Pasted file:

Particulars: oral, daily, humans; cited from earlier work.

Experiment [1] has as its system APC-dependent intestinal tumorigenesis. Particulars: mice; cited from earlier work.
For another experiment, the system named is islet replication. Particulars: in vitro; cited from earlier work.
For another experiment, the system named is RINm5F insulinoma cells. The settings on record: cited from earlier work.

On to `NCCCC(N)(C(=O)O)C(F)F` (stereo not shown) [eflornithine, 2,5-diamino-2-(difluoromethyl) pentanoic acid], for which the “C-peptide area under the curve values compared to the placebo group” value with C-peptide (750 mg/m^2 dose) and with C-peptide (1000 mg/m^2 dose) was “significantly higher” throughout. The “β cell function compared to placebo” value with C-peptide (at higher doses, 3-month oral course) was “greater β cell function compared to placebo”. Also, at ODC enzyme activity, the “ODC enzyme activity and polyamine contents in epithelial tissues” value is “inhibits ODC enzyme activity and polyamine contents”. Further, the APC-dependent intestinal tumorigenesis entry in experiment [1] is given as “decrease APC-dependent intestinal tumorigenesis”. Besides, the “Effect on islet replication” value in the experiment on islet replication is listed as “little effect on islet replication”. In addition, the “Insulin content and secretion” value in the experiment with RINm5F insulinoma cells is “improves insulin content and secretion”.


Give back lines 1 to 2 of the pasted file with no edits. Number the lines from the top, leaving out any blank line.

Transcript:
Particulars: oral, daily, humans; cited from earlier work.

Experiment [1] has as its system APC-dependent intestinal tumorigenesis. Particulars: mice; cited from earlier work.